August 27, 2012 12 Comments
Back when I turned nine-years-old, the Birthday Badger was kind enough to bring me a Nintendo 64, along with Banjo Kazooie. Having fallen head-over-heels for the game while sampling a demo of it at Toys R Us, I just had to have it. And I got it, because I was (and still am) a spoiled rotten little brat. But the Birthday Badger still had some tricks up his sleeve, because I also got a strategy guide to Banjo and a subscription to Nintendo Power magazine. Oh, and a T-Shirt. I guess it was some kind of bundle the store my daddy bought the console from had to offer. Either way, I was the proud owner of an extremely wrinkly shirt and a Nintendo 64. I didn’t really put much thought into the Nintendo Power subscription until I got my first issue of that the following month. And then I did get it, and I didn’t care. Because I was already a subscriber of the Official PlayStation Magazine, and it had demo discs. Nintendo Power didn’t. It also offered nothing that I couldn’t find online. And it never did.
The recent news that Nintendo Power is ceasing publication has been met with universal sadness from bloggers and Twitterers. I’m not sure I’m capable of understanding it. I didn’t grow up in an era where magazines were the only resource for getting news on gaming. GameSpot (or videogames.com as it was back then, at least if you wanted console news) and IGN were already up-and-running by time my gaming life began, plus dozens of other sites that offered breaking news and previews. Breaking news for a gaming magazine means you read it three months after it happened. Sometimes only two months later if the stars were lined up properly.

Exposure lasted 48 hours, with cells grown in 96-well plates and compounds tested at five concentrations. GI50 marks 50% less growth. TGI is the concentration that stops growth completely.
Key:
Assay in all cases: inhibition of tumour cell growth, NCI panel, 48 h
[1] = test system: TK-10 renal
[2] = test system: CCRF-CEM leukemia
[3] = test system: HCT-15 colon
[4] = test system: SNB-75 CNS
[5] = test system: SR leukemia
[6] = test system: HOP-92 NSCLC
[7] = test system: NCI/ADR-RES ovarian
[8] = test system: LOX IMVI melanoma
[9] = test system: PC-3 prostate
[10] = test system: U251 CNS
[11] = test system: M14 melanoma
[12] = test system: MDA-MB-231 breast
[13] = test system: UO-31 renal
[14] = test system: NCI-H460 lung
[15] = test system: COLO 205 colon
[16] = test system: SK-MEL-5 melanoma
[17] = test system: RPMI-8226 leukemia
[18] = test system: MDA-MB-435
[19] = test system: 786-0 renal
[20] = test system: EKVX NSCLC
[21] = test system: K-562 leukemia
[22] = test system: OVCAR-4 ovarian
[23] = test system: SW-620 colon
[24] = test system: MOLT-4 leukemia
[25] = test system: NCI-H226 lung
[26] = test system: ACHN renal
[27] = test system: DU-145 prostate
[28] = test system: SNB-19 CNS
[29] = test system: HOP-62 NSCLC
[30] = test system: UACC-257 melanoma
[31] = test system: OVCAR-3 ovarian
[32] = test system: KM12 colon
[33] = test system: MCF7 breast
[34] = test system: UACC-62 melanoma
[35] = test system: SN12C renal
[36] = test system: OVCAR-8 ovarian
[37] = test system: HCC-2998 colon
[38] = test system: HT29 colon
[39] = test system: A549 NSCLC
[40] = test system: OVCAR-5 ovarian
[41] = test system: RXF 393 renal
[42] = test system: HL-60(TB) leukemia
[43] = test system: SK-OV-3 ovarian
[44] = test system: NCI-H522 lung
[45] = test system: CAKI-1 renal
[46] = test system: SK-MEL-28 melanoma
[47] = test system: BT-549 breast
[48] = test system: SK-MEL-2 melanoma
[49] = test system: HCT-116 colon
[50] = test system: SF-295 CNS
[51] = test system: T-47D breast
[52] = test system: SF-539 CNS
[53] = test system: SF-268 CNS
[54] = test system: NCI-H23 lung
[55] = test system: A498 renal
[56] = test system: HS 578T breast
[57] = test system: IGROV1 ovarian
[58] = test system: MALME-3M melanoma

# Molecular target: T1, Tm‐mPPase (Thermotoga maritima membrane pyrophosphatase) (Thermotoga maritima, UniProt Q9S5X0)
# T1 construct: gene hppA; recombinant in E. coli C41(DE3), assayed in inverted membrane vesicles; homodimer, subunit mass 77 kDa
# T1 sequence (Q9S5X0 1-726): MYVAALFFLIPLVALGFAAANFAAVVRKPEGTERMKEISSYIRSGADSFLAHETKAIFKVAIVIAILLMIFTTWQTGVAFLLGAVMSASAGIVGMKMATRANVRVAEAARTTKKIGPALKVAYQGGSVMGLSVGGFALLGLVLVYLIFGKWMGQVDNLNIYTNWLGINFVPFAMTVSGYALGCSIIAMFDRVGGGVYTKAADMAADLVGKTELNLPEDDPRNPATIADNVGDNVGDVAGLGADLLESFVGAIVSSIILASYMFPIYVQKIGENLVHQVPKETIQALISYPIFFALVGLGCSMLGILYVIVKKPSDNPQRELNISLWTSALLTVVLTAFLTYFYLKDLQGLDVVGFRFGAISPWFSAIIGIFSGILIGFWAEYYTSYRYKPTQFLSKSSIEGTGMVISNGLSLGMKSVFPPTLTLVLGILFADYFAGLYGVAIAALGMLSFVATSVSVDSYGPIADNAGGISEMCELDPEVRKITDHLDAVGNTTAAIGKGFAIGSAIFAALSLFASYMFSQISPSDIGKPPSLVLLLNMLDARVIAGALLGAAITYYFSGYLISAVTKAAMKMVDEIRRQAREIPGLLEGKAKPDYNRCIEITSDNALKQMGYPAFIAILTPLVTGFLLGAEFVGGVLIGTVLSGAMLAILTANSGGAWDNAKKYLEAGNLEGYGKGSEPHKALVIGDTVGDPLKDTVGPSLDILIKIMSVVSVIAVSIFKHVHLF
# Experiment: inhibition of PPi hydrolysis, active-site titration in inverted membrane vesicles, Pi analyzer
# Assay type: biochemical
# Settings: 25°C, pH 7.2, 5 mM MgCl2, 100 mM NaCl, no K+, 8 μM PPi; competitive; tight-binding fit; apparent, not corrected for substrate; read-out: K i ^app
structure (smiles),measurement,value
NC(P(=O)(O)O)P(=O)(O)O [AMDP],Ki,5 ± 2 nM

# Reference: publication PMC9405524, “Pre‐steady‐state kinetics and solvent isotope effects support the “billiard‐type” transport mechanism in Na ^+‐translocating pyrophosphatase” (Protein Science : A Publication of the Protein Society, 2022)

In a different era, I could understand why Nintendo Power, Gamepro, EGM, or other gaming magazines could be popular. But once the internet came around, wasn’t that the ball game? What could you get from those magazines at $6 an issue that you couldn’t get from the internet, for free? I guess the same argument applies to newspapers as well. I know that many people are leery (perhaps rightfully so) at the prospect of a world without newspapers, but that time is coming. It’s coming faster than you want.
But, this is about gaming magazines, and specifically Nintendo Power. Now even as a nine-year-old, I wouldn’t expect Nintendo to package a Nintendo 64 cartridge with every issue. That wouldn’t be cost efficient. But then, Nintendo consoles moved towards disc-based stuff. And yet, they still refused to get with the times and include the one feature they could do that websites couldn’t: demos. As a kid, every new issue of the official magazines for PlayStation, Dreamcast, and Xbox were practically events for me. And the demos actually worked towards selling me games that I probably wouldn’t have picked out of a line-up at Toys R Us if I had the choice. The Dreamcast magazine sold me on games like Chu Chu Rocket, Crazy Taxi, and Rush 2049. I played the demo of the stunt course on Rush 2049 so much that by time the game was released, I was already bored with it. That’s how much play value I got out of it. They also packed in a free “full” game, Sega Swirl, that I burned many hours playing against my father with. Without hyperbole, the Official Dreamcast Magazine was probably my favorite thing in the whole world.